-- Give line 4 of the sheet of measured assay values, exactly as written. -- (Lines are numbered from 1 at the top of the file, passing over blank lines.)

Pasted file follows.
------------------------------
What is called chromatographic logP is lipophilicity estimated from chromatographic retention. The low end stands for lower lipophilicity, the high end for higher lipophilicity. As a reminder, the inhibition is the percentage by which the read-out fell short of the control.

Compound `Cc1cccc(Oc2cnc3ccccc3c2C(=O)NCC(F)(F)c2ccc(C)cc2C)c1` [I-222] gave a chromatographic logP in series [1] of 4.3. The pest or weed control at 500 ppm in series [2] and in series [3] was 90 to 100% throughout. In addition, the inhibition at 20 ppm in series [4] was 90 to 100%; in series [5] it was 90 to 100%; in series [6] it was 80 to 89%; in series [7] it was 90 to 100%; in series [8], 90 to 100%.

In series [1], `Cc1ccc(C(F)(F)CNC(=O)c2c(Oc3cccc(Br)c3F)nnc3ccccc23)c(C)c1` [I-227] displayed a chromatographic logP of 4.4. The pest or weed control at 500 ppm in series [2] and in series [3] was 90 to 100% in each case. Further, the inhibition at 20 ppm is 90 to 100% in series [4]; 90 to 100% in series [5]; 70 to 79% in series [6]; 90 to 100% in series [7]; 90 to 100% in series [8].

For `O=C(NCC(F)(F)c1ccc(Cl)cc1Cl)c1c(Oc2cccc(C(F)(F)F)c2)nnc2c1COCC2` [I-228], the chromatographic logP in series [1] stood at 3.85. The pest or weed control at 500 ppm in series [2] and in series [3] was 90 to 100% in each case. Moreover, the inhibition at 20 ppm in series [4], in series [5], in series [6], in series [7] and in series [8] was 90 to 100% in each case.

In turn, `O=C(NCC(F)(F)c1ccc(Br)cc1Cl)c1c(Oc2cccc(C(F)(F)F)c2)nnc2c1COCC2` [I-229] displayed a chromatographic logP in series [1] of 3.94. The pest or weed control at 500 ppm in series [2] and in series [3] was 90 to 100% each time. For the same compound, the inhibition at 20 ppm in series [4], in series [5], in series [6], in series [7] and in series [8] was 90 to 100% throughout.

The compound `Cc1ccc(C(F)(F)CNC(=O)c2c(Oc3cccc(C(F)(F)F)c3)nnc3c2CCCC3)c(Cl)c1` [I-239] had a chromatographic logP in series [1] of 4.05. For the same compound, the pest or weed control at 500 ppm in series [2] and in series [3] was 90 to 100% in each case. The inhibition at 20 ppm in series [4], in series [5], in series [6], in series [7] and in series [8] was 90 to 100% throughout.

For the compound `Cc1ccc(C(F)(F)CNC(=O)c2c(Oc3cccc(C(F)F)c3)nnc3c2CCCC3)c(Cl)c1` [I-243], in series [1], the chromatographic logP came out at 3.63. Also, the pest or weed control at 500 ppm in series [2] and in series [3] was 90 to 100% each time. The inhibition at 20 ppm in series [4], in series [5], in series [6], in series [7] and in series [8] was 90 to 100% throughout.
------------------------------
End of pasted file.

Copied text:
For `O=C(NCC(F)(F)c1ccc(Cl)cc1Cl)c1c(Oc2cccc(C(F)(F)F)c2)nnc2c1COCC2` [I-228], the chromatographic logP in series [1] stood at 3.85. The pest or weed control at 500 ppm in series [2] and in series [3] was 90 to 100% in each case. Moreover, the inhibition at 20 ppm in series [4], in series [5], in series [6], in series [7] and in series [8] was 90 to 100% in each case.